Category Archives: General

Post #23 – It’s official, Hulu is off the block. Now what?

It should come as no surprise, and a great relief, to faithful readers of Reinventing Media that Hulu has been taken off the market by its owners, Disney and Fox (NBC/Universal is a passive partner). You can read the story here.

Now it’s time for the networks to move ahead to use Hulu to help move TV in the right direction. First of all, Hulu’s commercial policy (usually not more than two at a time with a countdown clock) should be a model for ad-supported TV. Of course, this will require increasing the value of commercial slots by providing better targeting information. Ultimately this has to involve the cable MSOs (like Hulu’s part owner NBC) but Hulu could lead the way. And didn’t Time-Warner Cable express an interest in being a part-owner? They should be, and so should CBS.

Commercial inventory in network shows on Hulu should be sold right alongside ad sales of the shows on broadcast by the individual network sales teams. Note, that doesn’t mean “given away as bonus inventory”. The impressions on Hulu are arguably more valuable than those on regular TV because it can prevent commercial skipping and provide somewhat better targeting. Buttressing Hulu’s ad sales as part of regular network buys will help ease media buyers into accepting all inventory, including on-line, time-shifted and dynamically served slots, as part of the normal buying landscape. This will in turn increase the economic value of TV programming, which presumably will lead to more and better shows. That’s my theory, anyway.

An important part of the equation, as a Comcast exec recently pointed out in a Videonuze panel, is to develop a buyer/seller ad system that can support this complexity. Luckily enough, this comes just as two important ad technology companies have merged and announced their intention to create just such a system. Longtime agency suppliers Donovan Data Systems and Mediabank have merged to create Mediaocean, which says it aims to create a modern system for the new digital world. Given their long standing ad agency relationships, they are well-positioned to do this – if they invest the money.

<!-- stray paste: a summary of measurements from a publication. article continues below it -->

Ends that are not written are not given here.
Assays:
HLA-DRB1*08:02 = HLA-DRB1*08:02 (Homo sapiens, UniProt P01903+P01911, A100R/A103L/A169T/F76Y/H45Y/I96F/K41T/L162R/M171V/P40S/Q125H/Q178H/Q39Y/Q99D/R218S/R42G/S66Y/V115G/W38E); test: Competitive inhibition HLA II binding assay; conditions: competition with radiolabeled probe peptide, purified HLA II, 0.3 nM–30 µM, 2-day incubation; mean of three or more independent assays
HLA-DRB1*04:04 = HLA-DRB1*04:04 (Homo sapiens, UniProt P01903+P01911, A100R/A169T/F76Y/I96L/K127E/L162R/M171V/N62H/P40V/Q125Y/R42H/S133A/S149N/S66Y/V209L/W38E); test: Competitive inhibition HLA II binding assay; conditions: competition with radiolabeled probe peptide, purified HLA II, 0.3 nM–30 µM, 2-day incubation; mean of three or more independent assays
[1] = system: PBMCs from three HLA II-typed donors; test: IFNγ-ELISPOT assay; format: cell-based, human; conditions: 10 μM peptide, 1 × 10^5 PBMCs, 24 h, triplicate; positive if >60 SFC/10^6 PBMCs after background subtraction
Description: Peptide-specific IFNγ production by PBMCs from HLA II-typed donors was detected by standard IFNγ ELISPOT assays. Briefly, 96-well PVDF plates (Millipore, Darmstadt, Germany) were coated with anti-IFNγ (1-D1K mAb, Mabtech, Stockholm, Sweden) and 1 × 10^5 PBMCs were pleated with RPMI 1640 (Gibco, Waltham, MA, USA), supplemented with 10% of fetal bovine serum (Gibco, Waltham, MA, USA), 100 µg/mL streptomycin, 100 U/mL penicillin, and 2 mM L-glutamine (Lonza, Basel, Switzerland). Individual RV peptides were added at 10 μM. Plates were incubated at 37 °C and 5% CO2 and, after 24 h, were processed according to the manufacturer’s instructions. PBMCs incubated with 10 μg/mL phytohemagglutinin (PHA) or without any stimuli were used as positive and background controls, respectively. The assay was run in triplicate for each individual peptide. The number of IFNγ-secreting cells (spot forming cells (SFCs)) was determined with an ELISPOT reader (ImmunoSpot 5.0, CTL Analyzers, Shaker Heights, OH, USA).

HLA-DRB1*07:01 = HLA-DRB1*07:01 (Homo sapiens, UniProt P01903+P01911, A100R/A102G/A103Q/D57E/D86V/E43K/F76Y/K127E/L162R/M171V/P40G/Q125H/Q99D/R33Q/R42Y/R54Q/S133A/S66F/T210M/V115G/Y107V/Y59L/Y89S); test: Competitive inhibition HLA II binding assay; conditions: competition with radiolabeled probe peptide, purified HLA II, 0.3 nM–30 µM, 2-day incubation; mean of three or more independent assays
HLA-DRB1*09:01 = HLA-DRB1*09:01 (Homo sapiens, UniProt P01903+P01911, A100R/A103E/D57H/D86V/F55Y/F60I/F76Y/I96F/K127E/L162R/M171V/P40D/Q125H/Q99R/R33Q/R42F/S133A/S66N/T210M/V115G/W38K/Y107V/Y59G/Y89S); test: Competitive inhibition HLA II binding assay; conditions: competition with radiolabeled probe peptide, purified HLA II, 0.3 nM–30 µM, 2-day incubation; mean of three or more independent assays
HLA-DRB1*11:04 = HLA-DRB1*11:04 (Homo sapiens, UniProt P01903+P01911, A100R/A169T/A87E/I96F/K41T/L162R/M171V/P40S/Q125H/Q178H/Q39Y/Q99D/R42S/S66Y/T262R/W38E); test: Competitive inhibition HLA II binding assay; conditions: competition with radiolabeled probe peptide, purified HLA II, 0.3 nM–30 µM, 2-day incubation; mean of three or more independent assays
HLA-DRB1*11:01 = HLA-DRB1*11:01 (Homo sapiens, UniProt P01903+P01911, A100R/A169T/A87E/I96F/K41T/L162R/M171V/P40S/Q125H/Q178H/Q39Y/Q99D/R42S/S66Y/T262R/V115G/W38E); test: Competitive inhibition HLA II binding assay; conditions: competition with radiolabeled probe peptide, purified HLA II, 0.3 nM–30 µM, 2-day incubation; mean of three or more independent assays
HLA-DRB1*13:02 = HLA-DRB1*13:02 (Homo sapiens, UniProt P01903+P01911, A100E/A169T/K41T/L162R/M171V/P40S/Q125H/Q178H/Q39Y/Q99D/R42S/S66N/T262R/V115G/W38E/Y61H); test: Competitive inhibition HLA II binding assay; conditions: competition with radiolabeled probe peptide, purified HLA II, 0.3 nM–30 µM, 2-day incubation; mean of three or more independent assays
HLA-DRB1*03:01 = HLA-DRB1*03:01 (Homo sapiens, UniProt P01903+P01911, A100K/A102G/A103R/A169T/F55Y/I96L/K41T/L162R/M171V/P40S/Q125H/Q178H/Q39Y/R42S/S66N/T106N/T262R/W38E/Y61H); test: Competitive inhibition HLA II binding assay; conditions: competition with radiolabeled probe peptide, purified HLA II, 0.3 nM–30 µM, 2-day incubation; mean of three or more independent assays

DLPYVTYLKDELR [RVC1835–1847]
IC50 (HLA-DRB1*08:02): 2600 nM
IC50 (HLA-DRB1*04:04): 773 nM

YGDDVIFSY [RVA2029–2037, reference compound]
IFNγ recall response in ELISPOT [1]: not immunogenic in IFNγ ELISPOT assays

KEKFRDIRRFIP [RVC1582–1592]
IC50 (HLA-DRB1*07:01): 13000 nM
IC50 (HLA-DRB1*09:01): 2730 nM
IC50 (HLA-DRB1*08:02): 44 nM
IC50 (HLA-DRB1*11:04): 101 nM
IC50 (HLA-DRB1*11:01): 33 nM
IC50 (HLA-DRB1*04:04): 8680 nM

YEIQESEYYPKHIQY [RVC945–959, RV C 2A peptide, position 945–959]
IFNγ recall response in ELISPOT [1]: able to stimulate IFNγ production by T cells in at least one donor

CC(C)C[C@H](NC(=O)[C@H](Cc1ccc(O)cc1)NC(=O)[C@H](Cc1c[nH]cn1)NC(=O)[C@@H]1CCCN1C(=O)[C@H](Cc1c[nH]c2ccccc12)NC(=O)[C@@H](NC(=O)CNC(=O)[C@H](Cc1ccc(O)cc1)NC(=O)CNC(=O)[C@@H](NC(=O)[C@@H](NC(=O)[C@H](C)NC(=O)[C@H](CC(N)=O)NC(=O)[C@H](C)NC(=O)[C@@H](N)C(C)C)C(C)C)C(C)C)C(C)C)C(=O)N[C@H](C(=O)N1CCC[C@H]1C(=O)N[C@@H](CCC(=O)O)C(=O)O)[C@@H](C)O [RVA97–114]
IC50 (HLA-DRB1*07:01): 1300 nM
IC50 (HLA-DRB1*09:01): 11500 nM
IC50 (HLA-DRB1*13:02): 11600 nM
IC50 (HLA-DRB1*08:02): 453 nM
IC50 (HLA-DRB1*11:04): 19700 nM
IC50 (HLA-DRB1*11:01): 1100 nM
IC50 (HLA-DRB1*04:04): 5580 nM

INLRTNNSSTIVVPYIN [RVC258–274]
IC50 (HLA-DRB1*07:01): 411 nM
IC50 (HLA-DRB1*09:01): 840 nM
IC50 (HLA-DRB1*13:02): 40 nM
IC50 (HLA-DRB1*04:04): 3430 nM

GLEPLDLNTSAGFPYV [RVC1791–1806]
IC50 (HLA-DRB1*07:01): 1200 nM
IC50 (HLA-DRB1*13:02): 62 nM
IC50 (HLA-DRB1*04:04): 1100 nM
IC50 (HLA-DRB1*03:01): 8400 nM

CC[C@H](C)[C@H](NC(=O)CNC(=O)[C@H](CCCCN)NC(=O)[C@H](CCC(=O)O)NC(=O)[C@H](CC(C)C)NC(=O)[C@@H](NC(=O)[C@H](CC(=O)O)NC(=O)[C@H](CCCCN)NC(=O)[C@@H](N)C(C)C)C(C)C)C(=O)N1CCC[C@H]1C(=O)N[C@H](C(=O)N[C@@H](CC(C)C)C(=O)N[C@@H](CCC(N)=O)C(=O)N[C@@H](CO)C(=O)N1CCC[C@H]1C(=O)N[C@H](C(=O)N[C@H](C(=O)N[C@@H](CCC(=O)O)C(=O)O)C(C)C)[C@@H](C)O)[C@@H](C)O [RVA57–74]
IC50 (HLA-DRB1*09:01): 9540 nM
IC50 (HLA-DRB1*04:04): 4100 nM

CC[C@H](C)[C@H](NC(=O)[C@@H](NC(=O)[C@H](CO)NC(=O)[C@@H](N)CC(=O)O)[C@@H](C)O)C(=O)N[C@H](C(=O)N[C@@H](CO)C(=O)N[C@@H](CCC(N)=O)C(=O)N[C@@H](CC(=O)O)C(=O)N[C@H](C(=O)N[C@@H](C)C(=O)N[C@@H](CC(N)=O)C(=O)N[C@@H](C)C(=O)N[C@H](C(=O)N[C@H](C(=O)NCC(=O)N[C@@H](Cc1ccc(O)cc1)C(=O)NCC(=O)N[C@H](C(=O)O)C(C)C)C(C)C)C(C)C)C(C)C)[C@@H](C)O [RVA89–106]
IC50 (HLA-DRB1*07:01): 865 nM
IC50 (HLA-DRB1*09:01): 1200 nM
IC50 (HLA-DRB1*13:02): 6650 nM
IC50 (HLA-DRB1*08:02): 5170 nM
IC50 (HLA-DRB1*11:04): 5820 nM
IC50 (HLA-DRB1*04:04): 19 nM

But Hulu should be right there helping them do it.

Post #18 – Pandora buys a radio station. Now the fun begins.

Pandora has announced it’s buying KXMZ-FM in Rapid City, South Dakota. Their reasons are primarily to do with music licensing as explained by Pandora General Counsel Christopher Harrison (link to story). But the end of the article is the part that’s most interesting to me: “Pandora excels in personalizing discovery and terrestrial radio is experienced in integrating with a local community. We look forward to broadcasting our personalized experience to the community in Rapid City, an area where over 42,000 residents already use Pandora.”

As I mentioned in a previous post, I think the integration of Pandora (and maybe the coming Apple Radio or Spotify), with local radio personalities, news and information is the future of radio. Added to that will be smartphone, mapping and in-car integration to give listeners a complete experience that’s geo-aware and inherently social.

Sound like a lot? It’s all well within the reach of current technology and programming. Here in Boston, it could offer Matty in the Morning on KIIS-FM with whatever music you like and commercials targeted for the individual listener. Information like weather and news would be on-demand and traffic could be geo-aware so you’re only alerted to situations that relate to where you are driving.

It does require listening over an Internet stream, but that obviously hasn’t been an impediment to Pandora’s 70 million users. Car makers are falling over themselves to put wifi cellular Internet into their newest models. Mobile carriers are equally excited by an extra cell device in every car. You can see the benefits of connecting mobile users if you drive with Waze (which might get bought by Google if Apple or Yahoo! don’t wake up).